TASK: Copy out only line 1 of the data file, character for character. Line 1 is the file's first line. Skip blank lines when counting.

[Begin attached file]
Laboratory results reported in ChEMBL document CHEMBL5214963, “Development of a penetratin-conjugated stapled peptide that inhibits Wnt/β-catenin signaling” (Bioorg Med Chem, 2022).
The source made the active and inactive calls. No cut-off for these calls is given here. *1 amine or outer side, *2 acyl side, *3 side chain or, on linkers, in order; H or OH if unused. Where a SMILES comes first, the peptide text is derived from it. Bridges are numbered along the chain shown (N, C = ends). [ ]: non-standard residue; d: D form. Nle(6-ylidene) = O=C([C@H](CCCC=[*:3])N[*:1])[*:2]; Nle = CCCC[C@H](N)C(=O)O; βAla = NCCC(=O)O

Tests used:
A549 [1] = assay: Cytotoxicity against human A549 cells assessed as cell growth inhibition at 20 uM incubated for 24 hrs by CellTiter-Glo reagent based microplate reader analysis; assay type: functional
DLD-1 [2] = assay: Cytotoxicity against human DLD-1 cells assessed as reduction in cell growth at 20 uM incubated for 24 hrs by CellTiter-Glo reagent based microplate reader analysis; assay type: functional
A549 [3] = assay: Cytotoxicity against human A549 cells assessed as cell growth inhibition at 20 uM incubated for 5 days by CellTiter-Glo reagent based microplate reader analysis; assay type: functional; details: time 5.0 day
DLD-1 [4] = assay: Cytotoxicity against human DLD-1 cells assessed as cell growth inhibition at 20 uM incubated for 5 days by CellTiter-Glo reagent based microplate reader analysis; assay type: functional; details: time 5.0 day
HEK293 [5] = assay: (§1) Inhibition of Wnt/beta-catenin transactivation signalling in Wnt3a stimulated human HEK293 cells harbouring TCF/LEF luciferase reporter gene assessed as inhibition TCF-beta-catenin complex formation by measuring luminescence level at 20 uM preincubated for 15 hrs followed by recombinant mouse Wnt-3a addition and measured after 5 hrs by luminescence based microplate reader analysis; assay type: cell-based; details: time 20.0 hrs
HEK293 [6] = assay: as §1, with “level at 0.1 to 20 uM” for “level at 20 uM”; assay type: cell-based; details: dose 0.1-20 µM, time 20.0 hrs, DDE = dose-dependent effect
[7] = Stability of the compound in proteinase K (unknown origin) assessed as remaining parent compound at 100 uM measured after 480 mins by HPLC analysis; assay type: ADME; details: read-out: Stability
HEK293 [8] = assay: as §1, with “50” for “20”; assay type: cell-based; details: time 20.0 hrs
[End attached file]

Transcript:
Laboratory results reported in ChEMBL document CHEMBL5214963, “Development of a penetratin-conjugated stapled peptide that inhibits Wnt/β-catenin signaling” (Bioorg Med Chem, 2022).